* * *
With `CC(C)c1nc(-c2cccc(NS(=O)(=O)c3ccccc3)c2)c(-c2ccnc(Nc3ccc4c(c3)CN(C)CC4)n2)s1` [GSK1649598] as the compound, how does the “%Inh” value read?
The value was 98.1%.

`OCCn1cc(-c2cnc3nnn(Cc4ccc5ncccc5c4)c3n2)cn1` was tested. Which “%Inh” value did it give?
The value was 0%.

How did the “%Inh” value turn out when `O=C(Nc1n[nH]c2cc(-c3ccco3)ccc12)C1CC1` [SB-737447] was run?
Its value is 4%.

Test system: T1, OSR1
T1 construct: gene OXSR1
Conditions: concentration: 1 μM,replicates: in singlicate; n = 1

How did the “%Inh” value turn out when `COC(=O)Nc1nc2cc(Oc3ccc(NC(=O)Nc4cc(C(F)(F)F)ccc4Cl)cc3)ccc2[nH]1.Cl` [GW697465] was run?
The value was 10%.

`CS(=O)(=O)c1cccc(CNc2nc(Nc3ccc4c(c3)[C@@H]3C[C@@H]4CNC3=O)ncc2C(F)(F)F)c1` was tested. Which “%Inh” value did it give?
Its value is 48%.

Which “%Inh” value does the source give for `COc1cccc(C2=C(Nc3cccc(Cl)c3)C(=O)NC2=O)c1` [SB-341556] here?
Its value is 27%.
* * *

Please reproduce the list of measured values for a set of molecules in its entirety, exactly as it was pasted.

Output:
With `CC(C)c1nc(-c2cccc(NS(=O)(=O)c3ccccc3)c2)c(-c2ccnc(Nc3ccc4c(c3)CN(C)CC4)n2)s1` [GSK1649598] as the compound, how does the “%Inh” value read?
The value was 98.1%.

`OCCn1cc(-c2cnc3nnn(Cc4ccc5ncccc5c4)c3n2)cn1` was tested. Which “%Inh” value did it give?
The value was 0%.

How did the “%Inh” value turn out when `O=C(Nc1n[nH]c2cc(-c3ccco3)ccc12)C1CC1` [SB-737447] was run?
Its value is 4%.

Test system: T1, OSR1
T1 construct: gene OXSR1
Conditions: concentration: 1 μM,replicates: in singlicate; n = 1

How did the “%Inh” value turn out when `COC(=O)Nc1nc2cc(Oc3ccc(NC(=O)Nc4cc(C(F)(F)F)ccc4Cl)cc3)ccc2[nH]1.Cl` [GW697465] was run?
The value was 10%.

`CS(=O)(=O)c1cccc(CNc2nc(Nc3ccc4c(c3)[C@@H]3C[C@@H]4CNC3=O)ncc2C(F)(F)F)c1` was tested. Which “%Inh” value did it give?
Its value is 48%.

Which “%Inh” value does the source give for `COc1cccc(C2=C(Nc3cccc(Cl)c3)C(=O)NC2=O)c1` [SB-341556] here?
Its value is 27%.